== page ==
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5 Things We Learned About Journal Peer Review in 2021

This post is part of a series that I started in 2019, recapping the scientific results on peer review to that point. Peer review at journals is a critical part of science, but we’re spectacularly unscientific about it. Yet progress on addressing all the unanswered questions about it is still painfully slow.

Take biomedicine, where most of the experimental research on peer review has been done. A systematic review published in 2021 only found 3* more trials than a systematic review with a search for studies 5 years earlier. Across the whole of science, we can’t even count on each year bringing us a solid trial that advances knowledge enough to improve journal practices.

Of course, trials aren’t the only way to advance understanding of peer review. Other forms of research can be ideal, or close to it, for answering many questions. And we are getting useful contributions every year. Here’s my pick of 2021’s top 5.

* Those 3 trials: A 2016 trial report on single-blind versus double-blind peer review and author prestige; a trial on revealing conflicts of interest from 2019 (included in my 2019 “5 things we learned” post); and a 2020 trial report on giving invitees 1 versus 3 days to respond to the request to peer review.

Cartoon of journal steam punk hype machine

1. Generic advice to authors about how to reduce spin in the conclusions of their abstracts doesn’t seem to deter most hype.

[Randomized trial]

I wrote a post on science spin in 2019, and how incredibly hard it is to get authors, journals, universities, and everyone along the communication chain to stop it. So it’s not surprising when something doesn’t work. The intervention here was a set of instructions to authors on how to reduce 4 types of spin in the conclusions in the abstracts of their manuscripts. The instructions accompanied peer reviews. The amount of spin remaining in the conclusions in the re-submitted articles was assessed by 2 blinded researchers.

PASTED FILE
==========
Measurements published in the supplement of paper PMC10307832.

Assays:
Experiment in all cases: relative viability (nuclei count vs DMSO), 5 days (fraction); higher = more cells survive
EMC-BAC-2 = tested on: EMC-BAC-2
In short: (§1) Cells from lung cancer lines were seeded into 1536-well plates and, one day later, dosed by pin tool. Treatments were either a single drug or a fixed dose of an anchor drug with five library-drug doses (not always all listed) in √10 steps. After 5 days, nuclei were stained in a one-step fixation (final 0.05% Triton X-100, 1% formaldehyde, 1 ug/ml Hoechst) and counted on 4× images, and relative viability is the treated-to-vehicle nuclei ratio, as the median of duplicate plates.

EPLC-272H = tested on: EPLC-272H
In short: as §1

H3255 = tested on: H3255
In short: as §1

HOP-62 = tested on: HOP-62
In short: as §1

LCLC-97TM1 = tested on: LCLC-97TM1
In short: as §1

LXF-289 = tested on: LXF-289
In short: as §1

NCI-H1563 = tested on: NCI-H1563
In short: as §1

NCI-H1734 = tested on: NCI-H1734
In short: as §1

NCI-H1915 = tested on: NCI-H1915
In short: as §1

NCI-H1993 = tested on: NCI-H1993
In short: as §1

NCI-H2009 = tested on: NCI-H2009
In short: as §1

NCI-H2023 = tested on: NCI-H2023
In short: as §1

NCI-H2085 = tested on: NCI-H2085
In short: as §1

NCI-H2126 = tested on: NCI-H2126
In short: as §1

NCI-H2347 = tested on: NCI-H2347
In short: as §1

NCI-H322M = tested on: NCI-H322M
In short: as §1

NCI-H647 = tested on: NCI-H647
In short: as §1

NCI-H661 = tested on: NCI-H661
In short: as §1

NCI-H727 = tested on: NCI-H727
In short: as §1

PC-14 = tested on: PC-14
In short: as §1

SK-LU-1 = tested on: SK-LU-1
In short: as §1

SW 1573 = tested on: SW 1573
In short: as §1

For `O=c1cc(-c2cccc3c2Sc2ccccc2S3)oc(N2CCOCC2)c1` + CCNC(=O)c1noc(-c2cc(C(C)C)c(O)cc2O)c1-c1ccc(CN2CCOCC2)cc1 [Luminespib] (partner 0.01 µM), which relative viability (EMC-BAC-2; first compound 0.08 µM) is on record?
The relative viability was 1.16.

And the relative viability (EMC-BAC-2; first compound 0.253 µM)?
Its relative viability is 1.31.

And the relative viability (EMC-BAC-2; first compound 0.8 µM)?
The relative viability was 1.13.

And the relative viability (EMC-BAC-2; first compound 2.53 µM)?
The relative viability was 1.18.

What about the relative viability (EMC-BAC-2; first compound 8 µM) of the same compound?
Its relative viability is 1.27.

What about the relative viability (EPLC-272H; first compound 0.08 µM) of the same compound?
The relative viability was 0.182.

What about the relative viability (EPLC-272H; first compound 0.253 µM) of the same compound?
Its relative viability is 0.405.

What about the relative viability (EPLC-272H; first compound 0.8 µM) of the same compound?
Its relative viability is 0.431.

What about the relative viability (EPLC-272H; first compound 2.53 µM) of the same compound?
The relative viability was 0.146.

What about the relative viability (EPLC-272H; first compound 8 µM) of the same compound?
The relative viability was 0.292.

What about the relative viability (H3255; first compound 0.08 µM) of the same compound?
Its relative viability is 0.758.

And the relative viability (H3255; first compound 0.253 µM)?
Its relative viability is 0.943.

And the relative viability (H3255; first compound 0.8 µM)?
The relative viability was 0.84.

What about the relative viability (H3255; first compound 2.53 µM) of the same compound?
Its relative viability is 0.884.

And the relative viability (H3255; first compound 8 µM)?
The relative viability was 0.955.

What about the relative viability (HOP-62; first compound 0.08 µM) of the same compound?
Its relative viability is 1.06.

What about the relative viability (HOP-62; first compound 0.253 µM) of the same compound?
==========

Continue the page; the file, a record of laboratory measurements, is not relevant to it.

The study was done on manuscripts at BMJ Open, with 184 manuscripts randomly selected for the study. Of those, 108 were sent for revision after peer review, and those were randomized to get the instructions or not.

There was less spin in the conclusions in the intervention group, but it wasn’t much (57% versus 63%), and it’s far from certain that it was really an effect. The authors’ conclusions:

These short instructions to authors did not have a statistically significant effect on reducing spin in revised abstract conclusions, and based on the confidence interval, the existence of a large effect can be excluded. Other interventions to reduce spin in reports of original research should be evaluated.

Mona Ghannad & co

Mona Ghannad and colleagues (2021). A randomized trial of an editorial intervention to reduce spin in the abstract’s conclusion of manuscripts showed no significant effect.

2. Spin in final research reports to a funding agency was lower after peer review, but the same spin was often back in journal publications of that research.

[Observational study of spin in a funding agency’s projects and subsequent journal publications]

More on the persistence of the urge to hype your own work, unfortunately. This was an analysis of the final research reports for 64 projects submitted to the funder, the Patient-Centered Outcomes Research Institute (PCORI) in the US. Peer reviewers and/or editors identified spin in the overwhelming majority of reports – 86% – and authors mostly fixed the problems pointed out to them. But when the authors submitted articles on their research to journals, the spin could be back – the same problems appeared in 40% of published articles. Sigh.

Evan Mayo-Wilson and colleagues (2021). Peer review reduces spin in PCORI research projects.

Cartoon of editor scribbling

3. What peer reviewers write to editors behind the authors’ backs might not be all that different to what they write “to” the authors – in one journal, at least.